This documentary tells the stories of the New Zealand soldiers who were part of the identity-defining Gallipoli campaign in World War I. In the ill-fated mission to take a piece of Turkish coastline, 2721 New Zealanders died with 4752 wounded. As part of research, every one of the then-surviving Gallipoli veterans living in New Zealand was interviewed, with 26 finally filmed. Shot at a barren, rocky Gallipoli before the advent of Anzac Day tourism, this important record screened on Easter Sunday 1984, and won a Feltex Award for Best Documentary.
Made by Turkish director Tolga Örnek, this acclaimed film looks at the 1915 Gallipoli campaign in World War I. A point of difference is that it is narrated by people representing both sides of the catastrophic battle (including Sam Neill and Jeremy Irons for the ANZAC and British forces, and Zafer Ergin for the Turks). Dramatisations, restored film, interviews with experts, and poignant readings from letters and diaries all help to personaliss the experience of the carnage. Urban Cinefile described the international co-production as a "potent and magnificent documentary".
Children of Gallipoli offered viewers another angle on the Gallipoli story. Produced for TVNZ and Turkish television, the documentary focuses on four young people, two Turks and two New Zealanders. All are descended from men who fought at Gallipoli in 1915. Travelling to Turkey, the Kiwis explore the battle site and meet the other two participants. Together they gain an insight into the grim reality of what their ancestors experienced. Seeing it through their eyes charges the film with a strong emotional resonance. Anna Cottrell writes here about the challenges of directing it.
This edition of Great War Stories accompanies author Shona Riddell to Berhampore Primary School in Wellington, where she reads her story of a pet tortoise that she grew up with. It was taken from the trenches of Gallipoli by a soldier, gifted to hospital nurse Nora Hughes (Riddell’s great aunt), then transported to New Zealand, where the tortoise’s adventures didn’t end: he made local news on a walkabout to Mangatainoka Brewery. The series of short documentaries screened during TV3’s nightly news, as part of centennial commemorations of World War l.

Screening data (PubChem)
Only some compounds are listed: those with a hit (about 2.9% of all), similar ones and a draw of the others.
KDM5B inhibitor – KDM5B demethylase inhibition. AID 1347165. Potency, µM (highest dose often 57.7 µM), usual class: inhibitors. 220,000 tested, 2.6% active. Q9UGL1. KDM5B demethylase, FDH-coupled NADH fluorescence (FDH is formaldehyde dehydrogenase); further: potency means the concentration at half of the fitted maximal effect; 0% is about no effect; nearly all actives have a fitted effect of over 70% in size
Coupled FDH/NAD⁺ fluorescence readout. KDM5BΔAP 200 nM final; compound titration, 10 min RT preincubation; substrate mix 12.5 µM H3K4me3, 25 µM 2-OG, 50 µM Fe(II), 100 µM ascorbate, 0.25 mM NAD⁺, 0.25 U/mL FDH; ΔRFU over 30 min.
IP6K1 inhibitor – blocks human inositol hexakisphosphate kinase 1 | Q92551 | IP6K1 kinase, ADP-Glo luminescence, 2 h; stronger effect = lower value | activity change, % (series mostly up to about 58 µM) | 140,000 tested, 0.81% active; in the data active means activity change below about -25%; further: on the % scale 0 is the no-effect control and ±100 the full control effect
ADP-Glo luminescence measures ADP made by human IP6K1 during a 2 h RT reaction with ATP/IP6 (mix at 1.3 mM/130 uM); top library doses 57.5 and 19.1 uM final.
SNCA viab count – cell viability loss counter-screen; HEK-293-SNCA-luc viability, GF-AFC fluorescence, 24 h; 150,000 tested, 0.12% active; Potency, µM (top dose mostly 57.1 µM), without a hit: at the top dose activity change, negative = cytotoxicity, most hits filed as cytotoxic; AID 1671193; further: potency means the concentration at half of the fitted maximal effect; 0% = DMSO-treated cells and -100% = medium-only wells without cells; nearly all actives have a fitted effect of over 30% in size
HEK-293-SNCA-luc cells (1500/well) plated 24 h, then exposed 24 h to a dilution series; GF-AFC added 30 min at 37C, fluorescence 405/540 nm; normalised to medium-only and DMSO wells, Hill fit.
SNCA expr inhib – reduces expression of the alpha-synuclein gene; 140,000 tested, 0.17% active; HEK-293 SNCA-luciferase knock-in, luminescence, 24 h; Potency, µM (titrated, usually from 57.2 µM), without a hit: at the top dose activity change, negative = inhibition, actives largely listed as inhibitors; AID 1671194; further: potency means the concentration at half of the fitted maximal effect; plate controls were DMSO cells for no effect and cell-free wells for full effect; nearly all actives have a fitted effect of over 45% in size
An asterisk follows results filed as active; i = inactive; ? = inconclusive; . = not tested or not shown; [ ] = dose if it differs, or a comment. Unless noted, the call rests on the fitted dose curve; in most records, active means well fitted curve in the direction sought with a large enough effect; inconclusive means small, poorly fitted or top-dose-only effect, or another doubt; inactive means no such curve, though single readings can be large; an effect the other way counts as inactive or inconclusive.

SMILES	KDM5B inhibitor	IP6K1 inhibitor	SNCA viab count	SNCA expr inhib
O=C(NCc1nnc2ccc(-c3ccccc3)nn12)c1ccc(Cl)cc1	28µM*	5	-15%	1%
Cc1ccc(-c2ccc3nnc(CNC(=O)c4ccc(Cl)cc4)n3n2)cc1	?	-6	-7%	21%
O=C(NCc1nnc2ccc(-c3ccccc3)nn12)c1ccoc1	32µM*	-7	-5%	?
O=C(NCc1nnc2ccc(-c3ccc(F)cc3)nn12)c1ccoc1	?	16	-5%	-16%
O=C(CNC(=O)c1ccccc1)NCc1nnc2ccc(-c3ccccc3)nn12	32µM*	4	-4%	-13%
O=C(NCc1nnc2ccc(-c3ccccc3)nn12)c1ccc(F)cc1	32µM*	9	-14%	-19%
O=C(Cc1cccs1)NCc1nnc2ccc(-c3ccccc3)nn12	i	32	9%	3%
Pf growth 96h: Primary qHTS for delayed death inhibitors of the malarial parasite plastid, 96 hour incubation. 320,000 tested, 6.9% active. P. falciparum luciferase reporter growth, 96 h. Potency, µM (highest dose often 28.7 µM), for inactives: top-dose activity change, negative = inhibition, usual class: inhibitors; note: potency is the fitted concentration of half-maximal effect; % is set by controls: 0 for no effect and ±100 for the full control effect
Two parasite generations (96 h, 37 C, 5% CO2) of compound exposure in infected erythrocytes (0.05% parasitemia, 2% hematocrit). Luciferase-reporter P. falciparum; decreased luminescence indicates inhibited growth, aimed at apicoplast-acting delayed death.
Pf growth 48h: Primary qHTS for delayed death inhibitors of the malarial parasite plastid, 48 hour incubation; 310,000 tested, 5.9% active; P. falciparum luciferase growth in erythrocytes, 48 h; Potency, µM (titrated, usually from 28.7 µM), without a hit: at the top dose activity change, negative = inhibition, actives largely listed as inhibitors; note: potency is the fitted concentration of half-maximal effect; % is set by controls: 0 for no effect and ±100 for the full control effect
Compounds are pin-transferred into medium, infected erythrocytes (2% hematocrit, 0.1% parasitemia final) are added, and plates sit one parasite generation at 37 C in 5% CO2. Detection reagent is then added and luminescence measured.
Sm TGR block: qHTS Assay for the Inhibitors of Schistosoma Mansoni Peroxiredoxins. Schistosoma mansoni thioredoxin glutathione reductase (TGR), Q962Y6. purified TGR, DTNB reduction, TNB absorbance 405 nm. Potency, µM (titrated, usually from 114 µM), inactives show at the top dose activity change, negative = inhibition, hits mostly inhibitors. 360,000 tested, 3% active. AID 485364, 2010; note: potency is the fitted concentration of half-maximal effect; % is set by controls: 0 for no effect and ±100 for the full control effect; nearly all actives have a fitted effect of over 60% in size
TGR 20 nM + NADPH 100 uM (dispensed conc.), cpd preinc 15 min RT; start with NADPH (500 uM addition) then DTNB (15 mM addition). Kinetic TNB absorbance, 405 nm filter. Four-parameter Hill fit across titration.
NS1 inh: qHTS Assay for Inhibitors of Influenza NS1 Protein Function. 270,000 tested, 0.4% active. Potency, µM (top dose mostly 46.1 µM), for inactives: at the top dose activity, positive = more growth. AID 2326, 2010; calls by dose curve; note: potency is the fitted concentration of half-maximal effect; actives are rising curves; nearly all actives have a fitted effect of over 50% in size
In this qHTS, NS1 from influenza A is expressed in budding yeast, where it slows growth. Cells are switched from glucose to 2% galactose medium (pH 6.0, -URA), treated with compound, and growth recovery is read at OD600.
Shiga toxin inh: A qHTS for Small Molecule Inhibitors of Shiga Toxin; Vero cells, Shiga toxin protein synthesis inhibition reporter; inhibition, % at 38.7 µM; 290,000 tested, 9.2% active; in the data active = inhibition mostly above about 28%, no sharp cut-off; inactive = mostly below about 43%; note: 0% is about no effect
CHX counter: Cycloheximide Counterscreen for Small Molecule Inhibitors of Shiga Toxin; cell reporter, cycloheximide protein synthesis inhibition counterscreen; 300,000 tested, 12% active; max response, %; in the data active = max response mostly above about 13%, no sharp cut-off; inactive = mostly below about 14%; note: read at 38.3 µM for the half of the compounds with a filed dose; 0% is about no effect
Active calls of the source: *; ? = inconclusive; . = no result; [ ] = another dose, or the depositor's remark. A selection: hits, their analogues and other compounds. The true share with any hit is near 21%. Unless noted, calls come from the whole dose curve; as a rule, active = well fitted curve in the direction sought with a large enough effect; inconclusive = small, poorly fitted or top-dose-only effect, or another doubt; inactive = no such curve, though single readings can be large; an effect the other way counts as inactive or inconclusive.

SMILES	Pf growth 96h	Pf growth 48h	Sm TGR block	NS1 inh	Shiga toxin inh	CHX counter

Hilary Barry presents this episode from the third series of Great War Stories. The subject is Alexander Aitken, a veteran of World War l who would later become a world-renowned mathematician. Aitken wrote an acclaimed war memoir (Gallipoli to the Somme) which a student reads from at Aitken's old school, Otago Boys' High, on Anzac Day. The story of the violin he kept by his side at Gallipoli is told, and a musical arrangement of Aitken's is played. The short documentaries were made for the centenary of World War l, and screened during TV3’s nightly news.
In Wellington, Hāmi Grace was respected for his cricketing and rugby prowess. In Gallipoli, his sniper skills became legendary. This four minute short documentary uses Grace's diary entries to recount his experiences at Gallipoli with the Wellington Battalion. The former Wellington College pupil turned lieutenant wrote about the squalid conditions, graves "everywhere", and fighting the Turks. Grace was killed at Chunuk Bair in August 1915. Every year Wellington College holds a remembrance ceremony for Grace and the 29 other former pupils who died in Gallipoli.
This episode of the series about New Zealanders in World War I looks at Lottie Le Gallais. The Auckland nurse worked on the hospital 'mercy' ship Maheno, which transported wounded soldiers from Anzac Cove at Gallipoli. She arrived to find her brother Leddie had been killed. Te Papa exhibition Gallipoli: The Scale of our War featured a large-scale model of Le Gallais learning of Leddie's death, crafted by Weta Workshop. Weta boss Richard Taylor is interviewed here. The series was narrated by Hilary Barry, and screened during 3 News.
When Taranaki farmer and lawyer William Malone signed up to fight in World War l, he was the oldest man in the Wellington Battalion. But far from being frail, 56-year-old Colonel Malone was fit and disciplined. The Parihaka veteran became one of New Zealand's most important figures at Gallipoli. This short documentary about Kiwis in World War l uses Malone's diary entries and an interview with his great-great-great grandson to tell the remarkable story of Malone's battalion capturing Chunuk Bair, on 8 August 1915. Malone was killed that day by Allied artillery.
Director Karl Zohrab’s docudrama makes the case for World War I military leader Major General Sir Andrew Russell to be resurrected in Kiwi popular memory alongside the likes of Freyberg. Based on Jock Vennell's biography, the film spans Russell’s life from his Hawke’s Bay childhood to Gallipoli and the Western Front — where the New Zealand Division commander was acknowledged for his tactical nous — to the latent effect of his war experience. It screened on The History Channel for Anzac Day 2014. Colin Moy (In My Father’s Den) plays Russell in battlefield dramatisations.
In this acclaimed Kiwi-Aussie co-production Sam Neill confronted what ‘Anzac’ means, a century after NZ and Australian troops landed at Gallipoli as part of an invasion by British-led forces to capture the Turkish territory. Through the lens of his whānau’s war stories (including a visit to his grandfather's grave) Neill uncovered forgotten truths about the catastrophic campaign, and examined ways the Anzac myth has been manipulated. "I hate militarism, loathe nationalism but honour those who served.” The full documentary screened on Māori Television on Anzac Day 2015.